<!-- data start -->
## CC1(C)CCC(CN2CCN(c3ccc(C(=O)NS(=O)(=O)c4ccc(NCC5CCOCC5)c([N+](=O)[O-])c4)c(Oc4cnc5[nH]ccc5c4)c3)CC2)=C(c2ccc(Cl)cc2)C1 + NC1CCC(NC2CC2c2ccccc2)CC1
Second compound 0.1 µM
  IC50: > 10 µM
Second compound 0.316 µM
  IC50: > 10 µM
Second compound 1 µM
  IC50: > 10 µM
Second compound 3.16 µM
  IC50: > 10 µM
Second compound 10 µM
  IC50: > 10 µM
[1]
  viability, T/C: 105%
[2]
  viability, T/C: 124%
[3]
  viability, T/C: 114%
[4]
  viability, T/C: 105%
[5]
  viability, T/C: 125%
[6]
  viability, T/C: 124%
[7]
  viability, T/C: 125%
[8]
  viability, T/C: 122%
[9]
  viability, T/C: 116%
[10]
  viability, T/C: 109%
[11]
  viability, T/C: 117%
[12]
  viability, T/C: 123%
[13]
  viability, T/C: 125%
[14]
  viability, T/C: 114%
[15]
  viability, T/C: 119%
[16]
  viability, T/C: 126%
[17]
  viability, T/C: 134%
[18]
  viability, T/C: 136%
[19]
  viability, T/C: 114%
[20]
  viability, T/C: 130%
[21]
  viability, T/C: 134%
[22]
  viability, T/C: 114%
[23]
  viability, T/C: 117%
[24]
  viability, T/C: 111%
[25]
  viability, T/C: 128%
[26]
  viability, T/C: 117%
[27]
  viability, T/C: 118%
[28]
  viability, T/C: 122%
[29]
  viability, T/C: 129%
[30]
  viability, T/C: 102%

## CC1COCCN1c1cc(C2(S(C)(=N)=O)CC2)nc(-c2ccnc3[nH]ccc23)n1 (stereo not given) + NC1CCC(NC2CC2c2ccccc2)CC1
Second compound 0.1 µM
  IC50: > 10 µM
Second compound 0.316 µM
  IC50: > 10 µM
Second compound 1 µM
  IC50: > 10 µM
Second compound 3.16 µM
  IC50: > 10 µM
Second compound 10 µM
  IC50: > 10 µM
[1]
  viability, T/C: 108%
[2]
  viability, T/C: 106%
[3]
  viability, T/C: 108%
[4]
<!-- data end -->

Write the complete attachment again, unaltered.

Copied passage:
## CC1(C)CCC(CN2CCN(c3ccc(C(=O)NS(=O)(=O)c4ccc(NCC5CCOCC5)c([N+](=O)[O-])c4)c(Oc4cnc5[nH]ccc5c4)c3)CC2)=C(c2ccc(Cl)cc2)C1 + NC1CCC(NC2CC2c2ccccc2)CC1
Second compound 0.1 µM
  IC50: > 10 µM
Second compound 0.316 µM
  IC50: > 10 µM
Second compound 1 µM
  IC50: > 10 µM
Second compound 3.16 µM
  IC50: > 10 µM
Second compound 10 µM
  IC50: > 10 µM
[1]
  viability, T/C: 105%
[2]
  viability, T/C: 124%
[3]
  viability, T/C: 114%
[4]
  viability, T/C: 105%
[5]
  viability, T/C: 125%
[6]
  viability, T/C: 124%
[7]
  viability, T/C: 125%
[8]
  viability, T/C: 122%
[9]
  viability, T/C: 116%
[10]
  viability, T/C: 109%
[11]
  viability, T/C: 117%
[12]
  viability, T/C: 123%
[13]
  viability, T/C: 125%
[14]
  viability, T/C: 114%
[15]
  viability, T/C: 119%
[16]
  viability, T/C: 126%
[17]
  viability, T/C: 134%
[18]
  viability, T/C: 136%
[19]
  viability, T/C: 114%
[20]
  viability, T/C: 130%
[21]
  viability, T/C: 134%
[22]
  viability, T/C: 114%
[23]
  viability, T/C: 117%
[24]
  viability, T/C: 111%
[25]
  viability, T/C: 128%
[26]
  viability, T/C: 117%
[27]
  viability, T/C: 118%
[28]
  viability, T/C: 122%
[29]
  viability, T/C: 129%
[30]
  viability, T/C: 102%

## CC1COCCN1c1cc(C2(S(C)(=N)=O)CC2)nc(-c2ccnc3[nH]ccc23)n1 (stereo not given) + NC1CCC(NC2CC2c2ccccc2)CC1
Second compound 0.1 µM
  IC50: > 10 µM
Second compound 0.316 µM
  IC50: > 10 µM
Second compound 1 µM
  IC50: > 10 µM
Second compound 3.16 µM
  IC50: > 10 µM
Second compound 10 µM
  IC50: > 10 µM
[1]
  viability, T/C: 108%
[2]
  viability, T/C: 106%
[3]
  viability, T/C: 108%
[4]